Temporary trail impacts are expected as King County begins work at Discovery Park to upgrade existing underground water reservoirs for the West Point Treatment Plant as soon as August 19. Construction will affect Loop Trail and Capehart Trail during work on the reservoir and installation of a new outfall pipe.
Trail users at Discovery Park may notice some temporary disruptions as contractors working on behalf of King County begin upgrading underground water reservoirs in Discovery Park as early as August 19.
Work is expected Monday through Thursday from 6 a.m. to 4 p.m. Temporary impacts to Loop Trail and Capehart Trail may include detours, intermittent closures and vehicles on trails escorted by flaggers. Materials and equipment will be staged near trails.
The project is expected to take three to five months.
Trees and vegetation removed for this project will be restored using plantings recommended by Seattle Parks and Recreation.
The reservoirs store drinkable water for the treatment plant, park and West Point Lighthouse. They also store service water for industrial uses at the plant. Crews will also install a 460-foot long pipe to carry excess water away from populated areas in the unlikely event of an overflow of potable (drinkable) water.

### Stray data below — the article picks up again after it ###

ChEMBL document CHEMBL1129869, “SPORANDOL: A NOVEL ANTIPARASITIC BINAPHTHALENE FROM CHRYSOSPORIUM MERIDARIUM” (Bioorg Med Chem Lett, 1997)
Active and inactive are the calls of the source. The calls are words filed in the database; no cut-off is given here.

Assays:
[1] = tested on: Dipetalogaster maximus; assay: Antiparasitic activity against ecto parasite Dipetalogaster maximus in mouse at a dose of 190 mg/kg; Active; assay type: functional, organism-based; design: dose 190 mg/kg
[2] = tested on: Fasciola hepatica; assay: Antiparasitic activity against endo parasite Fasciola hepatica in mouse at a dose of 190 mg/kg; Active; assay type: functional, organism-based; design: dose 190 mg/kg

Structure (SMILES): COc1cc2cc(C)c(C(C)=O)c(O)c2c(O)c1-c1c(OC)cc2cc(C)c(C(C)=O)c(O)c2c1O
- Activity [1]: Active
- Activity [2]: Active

The reservoir upgrade work also helps King County protect public health by providing safe and efficient access for annual inspections required by Seattle Public Utilities, and by meeting current standards for protecting water sources.
For more information on this project, visit WTD’s West Point project web page or contact Eunice Lee: firstname.lastname@example.org or 206-263-1614. To contact the 24-hour project construction hotline, call 206-296-7432.
- King County Department of Natural Resources and Parks newsroom
- West Point Treatment Plant – current projects
FOR MORE INFORMATION, CONTACT:
Norm Mah, 206-263-0195
About the King County Wastewater Treatment Division
King County’s Wastewater Treatment Division protects public health and enhances the environment by collecting and treating wastewater while recycling valuable resources for the Puget Sound region. The division provides wastewater treatment services to 17 cities, 17 local sewer districts and more than 1.7 million residents across a 420-square-mile area in King, Snohomish and Pierce counties.
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